- François-Xavier Branthôme
- 2019 Season
Preeminence is increasingly contested
The foundations of the worldwide tomato processing industry have been considerably shaken up over the past thirty years. Among notable changes, the preeminence of the biggest national industries is probably one of the features that have been most profoundly affected by these shifts. Although the countries that make up this group have not varied much over the years, their overall importance in worldwide operations has evolved spectacularly, to the point that over ten years, the group has lost almost all the influence it had built up over the previous twenty years.
From 1989 to 2019, about fifteen countries have featured in this TOP10 list of processing industries. The core group is made up in 2019 of California, Italy, China, Spain, Turkey, Iran, Portugal, Brazil, Chile and Ukraine (based on February's processing intentions). A number of other countries have gravitated around these ten, for varying lengths of time: Tunisia, the Midwestern states of the US, Canada, Argentina and Greece.
The volumes processed each year by the group made up of the ten main national processing industries grew from 18.4 million metric tonnes (mT) in 1989 to 28.98 million mT in 2018. They are expected to reach 31.1 million mT this year. They have been much greater in the past: the TOP10 processed 35.8 million mT in 2015 and reached 38.3 million mT during the record season of 2009. The 2009 season was the peak year for the predominance of the TOP10 in the worldwide industry, at the end of a progression that culminated in the leading countries dealing with close on 89% of the world's total operations that year, having grown from 83% of that total in 1989.
Over the following nine years (ten years, if 2019 prospects are taken into account), the proportion of worldwide production accounted for by the TOP10 has rapidly and sharply decreased, and the volumes planned for the 2019 harvest are expected to confirm this trend by returning the TOP10 group to the level it occupied in 1989 (approximately 83% of global operations).
This loss of influence, which is all the more noticeable for the fact that it has occurred in a context of slackening in the level of global operations, is an indirect indication of a slow erosion in demand, of which the impact can be understood by observing the progressive slowdown in the volumes exported around the world, particularly for the TOP10 group. Without going into detail, it is clear that the role of main supplier for worldwide requirements played by the TOP10 is increasingly being challenged, not by the significant emergence of competition from some clearly identified country, but on the one hand, by the development of new technological requirements in terms of remanufacturing (which consume less tomato as raw material than those that drove the growth of the industry until the beginning of the 2000s) and, on the other hand, by the growth of a less focused competition that is mainly based on the development of local processing and supply chains, which have been replacing import trade flows from distant sources.
These two mechanisms, and several other lesser ones, can be considered as part of the reason for the contraction in demand that worldwide processing leaders have been facing. Their overall effect has been a sharp divergence in the growth rate between the volumes processed by the TOP10 group as a whole and those processed by the rest of the world. Over the thirty-year period considered, worldwide processing has grown at an average annual rate of 1.75%. Behind this comfortable growth rate, there are actually several highly contrasted factors to be observed, depending on whether the industry's development is considered before or after 2009, and within or without the TOP10 group.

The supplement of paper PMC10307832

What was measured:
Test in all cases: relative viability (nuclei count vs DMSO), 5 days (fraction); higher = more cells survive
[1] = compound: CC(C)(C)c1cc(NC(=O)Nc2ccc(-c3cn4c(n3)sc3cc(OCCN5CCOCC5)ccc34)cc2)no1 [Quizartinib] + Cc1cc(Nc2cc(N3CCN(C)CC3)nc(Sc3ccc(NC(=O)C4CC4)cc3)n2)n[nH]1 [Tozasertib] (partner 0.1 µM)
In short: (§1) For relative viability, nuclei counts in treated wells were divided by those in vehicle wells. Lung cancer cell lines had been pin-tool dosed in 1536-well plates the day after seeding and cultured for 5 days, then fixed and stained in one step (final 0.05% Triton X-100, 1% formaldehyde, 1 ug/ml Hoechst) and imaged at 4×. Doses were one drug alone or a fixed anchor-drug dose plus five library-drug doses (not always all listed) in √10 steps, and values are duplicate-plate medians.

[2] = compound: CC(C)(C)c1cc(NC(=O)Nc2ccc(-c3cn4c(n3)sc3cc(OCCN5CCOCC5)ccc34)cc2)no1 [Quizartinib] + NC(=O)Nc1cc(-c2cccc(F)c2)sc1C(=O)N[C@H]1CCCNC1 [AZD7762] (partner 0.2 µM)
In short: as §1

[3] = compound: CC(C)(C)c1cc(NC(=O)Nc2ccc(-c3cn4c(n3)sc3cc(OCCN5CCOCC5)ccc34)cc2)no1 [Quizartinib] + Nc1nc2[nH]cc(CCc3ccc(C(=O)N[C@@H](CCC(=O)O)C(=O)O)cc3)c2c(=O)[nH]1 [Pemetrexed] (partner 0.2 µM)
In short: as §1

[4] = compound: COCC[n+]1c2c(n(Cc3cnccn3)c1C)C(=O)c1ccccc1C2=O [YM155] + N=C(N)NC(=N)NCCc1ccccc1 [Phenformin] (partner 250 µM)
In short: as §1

Between 1989 and 2009, the volumes processed by leading countries of the worldwide industry grew at a rate that is just below 3.9% per year on average, which corresponds approximately to an annual increase in processed volumes of some 1 million mT for that period of time. During those twenty years, the tonnage processed in the rest of the world also increased, but only by 70 000 mT per year, approximately, which is an average annual growth rate of 1.65%. This pattern then accelerated, with the volumes produced in the rest of the world increasing by more than 100 000 mT per year, for an annual growth rate close on 1.9% between 2009 and 2019. Conversely, the processing activity of the TOP10 group declined at the same time by more than 2% per year on average, a shift that has no doubt attenuated the contrast between the different components of the worldwide industry, compared to what it was 10 years ago, assuming that 2019 processing prospects are verified.
The level of operations of the TOP10 group has decreased over the past ten harvest seasons, while it has increased for the rest of the world.
In the final count, emerging new dynamics in recent years have slightly reduced the gap between the leading countries and the rest of the world's processing industry operators. This lessening of the quantitative dominance of the leading group (independently of the countries that feature in that group) is manifestly not a minor phenomenon or a passing effect of circumstances, and its impact on the worldwide trade flow is considerable. The weakening of the predominance of the TOP10 group has led to a clear contraction of the market outlets being supplied, a feature that will be examined in closer detail in our special report on the architecture of worldwide trade, which will be published in our special issue for complimentary distribution to participants of the Tomato News conference, to be held in Avignon in May.
Some complementary data:
Source: WPTC figures